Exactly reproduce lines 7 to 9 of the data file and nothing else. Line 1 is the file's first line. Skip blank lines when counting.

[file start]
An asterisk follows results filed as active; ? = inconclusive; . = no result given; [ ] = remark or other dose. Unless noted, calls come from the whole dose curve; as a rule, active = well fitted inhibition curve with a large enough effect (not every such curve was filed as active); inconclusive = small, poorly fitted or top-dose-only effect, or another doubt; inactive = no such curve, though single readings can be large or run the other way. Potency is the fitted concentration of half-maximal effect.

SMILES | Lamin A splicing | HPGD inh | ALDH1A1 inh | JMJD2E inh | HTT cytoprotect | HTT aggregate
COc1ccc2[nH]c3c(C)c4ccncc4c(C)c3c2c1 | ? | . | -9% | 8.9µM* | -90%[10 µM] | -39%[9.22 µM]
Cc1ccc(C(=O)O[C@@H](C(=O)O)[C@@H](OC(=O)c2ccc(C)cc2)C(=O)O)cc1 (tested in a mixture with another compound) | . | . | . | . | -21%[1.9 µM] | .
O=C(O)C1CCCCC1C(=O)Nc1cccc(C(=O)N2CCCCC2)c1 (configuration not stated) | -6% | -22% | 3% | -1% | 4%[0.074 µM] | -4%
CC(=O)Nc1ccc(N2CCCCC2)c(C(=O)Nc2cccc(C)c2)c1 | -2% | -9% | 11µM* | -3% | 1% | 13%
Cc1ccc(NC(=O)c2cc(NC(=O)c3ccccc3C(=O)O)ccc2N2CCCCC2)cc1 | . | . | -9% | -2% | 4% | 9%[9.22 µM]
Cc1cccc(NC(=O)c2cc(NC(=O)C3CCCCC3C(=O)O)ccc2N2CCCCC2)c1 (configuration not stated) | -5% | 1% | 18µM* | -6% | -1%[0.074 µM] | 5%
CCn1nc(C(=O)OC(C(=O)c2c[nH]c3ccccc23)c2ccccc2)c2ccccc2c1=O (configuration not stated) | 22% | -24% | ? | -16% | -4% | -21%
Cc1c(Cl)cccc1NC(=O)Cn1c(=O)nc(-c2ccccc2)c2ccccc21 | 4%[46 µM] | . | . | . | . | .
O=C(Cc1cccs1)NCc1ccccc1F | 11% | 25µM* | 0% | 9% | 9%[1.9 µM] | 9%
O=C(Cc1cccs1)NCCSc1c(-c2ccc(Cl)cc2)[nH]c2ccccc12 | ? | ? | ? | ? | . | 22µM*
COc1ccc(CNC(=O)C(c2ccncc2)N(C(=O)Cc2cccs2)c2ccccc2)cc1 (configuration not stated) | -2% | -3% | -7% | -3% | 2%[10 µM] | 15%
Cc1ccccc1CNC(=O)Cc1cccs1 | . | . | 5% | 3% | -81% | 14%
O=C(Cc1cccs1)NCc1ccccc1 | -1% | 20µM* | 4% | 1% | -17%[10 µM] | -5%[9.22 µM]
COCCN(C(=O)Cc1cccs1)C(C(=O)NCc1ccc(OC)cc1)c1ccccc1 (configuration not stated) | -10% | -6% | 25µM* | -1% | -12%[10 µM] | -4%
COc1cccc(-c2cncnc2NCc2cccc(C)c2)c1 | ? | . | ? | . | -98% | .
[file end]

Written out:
Cc1ccc(NC(=O)c2cc(NC(=O)c3ccccc3C(=O)O)ccc2N2CCCCC2)cc1 | . | . | -9% | -2% | 4% | 9%[9.22 µM]
Cc1cccc(NC(=O)c2cc(NC(=O)C3CCCCC3C(=O)O)ccc2N2CCCCC2)c1 (configuration not stated) | -5% | 1% | 18µM* | -6% | -1%[0.074 µM] | 5%
CCn1nc(C(=O)OC(C(=O)c2c[nH]c3ccccc23)c2ccccc2)c2ccccc2c1=O (configuration not stated) | 22% | -24% | ? | -16% | -4% | -21%